Professor Sharon Ashbrook holding a zeolite – a porous solid
with industrial applications for gas storage, catalysis and drug delivery.

Although I was always interested in science at school back in Liverpool, my first aim in life was to be a primary school teacher. I applied to do this after my first degree in Oxford, but I found that I really enjoyed the research project I carried out in my final year as an undergraduate, so I stayed to do my DPhil at Oxford.

Professor Sharon Ashbrook

As I found I continued to enjoy research, I chose to take a postdoctoral research position, and then was awarded a Royal Society Dorothy Hodgkin Research Fellowship, which I held initially in Cambridge before coming to St Andrews in I was promoted to Reader in 2009 and Professor in 2013.

I lead a research group which is interested in understanding the atomic-level structure of solid materials. We use NMR spectroscopy (the study of the interaction between matter and radiofrequency electromagnetic radiation) to do this. We study the structure and atoms of molecules in different types of materials, including the minerals found many hundreds of kilometres below our feet and ceramic materials that store radioactive waste. The aim of this research is to gain a better understanding of how the position of the atoms in these materials affects their properties. Ultimately, this will help in the design of new materials in the future and improve their performance.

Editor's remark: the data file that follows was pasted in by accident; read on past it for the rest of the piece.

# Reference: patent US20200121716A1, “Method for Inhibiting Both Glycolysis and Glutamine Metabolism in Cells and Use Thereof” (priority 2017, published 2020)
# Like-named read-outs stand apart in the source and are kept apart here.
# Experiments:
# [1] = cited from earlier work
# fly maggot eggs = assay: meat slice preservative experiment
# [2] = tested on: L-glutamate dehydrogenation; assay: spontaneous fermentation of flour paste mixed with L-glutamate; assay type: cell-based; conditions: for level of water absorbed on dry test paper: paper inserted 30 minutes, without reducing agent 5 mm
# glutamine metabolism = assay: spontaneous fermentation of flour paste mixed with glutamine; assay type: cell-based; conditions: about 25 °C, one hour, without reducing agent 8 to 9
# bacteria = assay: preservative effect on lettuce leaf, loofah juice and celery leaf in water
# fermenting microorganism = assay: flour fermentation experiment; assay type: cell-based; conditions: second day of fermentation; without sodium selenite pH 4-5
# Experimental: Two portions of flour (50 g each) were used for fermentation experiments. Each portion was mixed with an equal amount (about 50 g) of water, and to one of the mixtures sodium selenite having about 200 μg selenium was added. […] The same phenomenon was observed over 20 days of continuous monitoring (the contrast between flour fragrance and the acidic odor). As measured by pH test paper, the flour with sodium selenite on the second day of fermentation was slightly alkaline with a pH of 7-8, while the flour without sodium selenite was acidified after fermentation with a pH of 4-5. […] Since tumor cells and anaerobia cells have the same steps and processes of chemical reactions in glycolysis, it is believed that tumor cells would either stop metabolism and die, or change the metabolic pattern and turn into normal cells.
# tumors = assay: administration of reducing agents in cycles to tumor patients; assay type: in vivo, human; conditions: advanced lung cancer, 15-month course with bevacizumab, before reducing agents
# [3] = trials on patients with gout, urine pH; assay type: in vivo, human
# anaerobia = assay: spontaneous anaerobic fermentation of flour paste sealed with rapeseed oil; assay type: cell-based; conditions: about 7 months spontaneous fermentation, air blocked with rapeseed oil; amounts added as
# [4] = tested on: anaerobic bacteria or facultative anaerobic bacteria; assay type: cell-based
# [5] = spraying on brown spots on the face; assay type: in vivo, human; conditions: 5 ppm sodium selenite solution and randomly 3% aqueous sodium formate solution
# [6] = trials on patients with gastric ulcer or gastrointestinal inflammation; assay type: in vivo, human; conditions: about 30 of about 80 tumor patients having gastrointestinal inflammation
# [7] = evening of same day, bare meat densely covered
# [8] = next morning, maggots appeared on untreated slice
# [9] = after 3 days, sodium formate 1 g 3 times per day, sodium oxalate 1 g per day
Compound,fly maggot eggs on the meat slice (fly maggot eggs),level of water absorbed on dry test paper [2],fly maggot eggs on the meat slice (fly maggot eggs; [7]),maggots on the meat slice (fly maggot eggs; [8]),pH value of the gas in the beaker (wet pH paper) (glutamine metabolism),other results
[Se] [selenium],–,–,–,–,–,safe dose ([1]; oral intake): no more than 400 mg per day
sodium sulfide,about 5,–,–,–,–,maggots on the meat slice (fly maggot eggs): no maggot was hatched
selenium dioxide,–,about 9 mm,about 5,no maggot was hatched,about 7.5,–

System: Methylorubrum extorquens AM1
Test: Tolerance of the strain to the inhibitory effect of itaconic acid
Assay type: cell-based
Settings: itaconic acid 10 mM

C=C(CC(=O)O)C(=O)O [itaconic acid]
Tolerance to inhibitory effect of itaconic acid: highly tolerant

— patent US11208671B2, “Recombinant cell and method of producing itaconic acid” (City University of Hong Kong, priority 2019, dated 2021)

Our work has many areas of application; from helping geologists understand the inside of our planet, to helping petrochemical companies understand the catalysts they use to improve chemical reactions, or how porous materials can be used to capture and store potentially harmful greenhouse gases.

Sharon is holding a zeolite – a porous solid with industrial applications for gas storage, catalysis and drug delivery.


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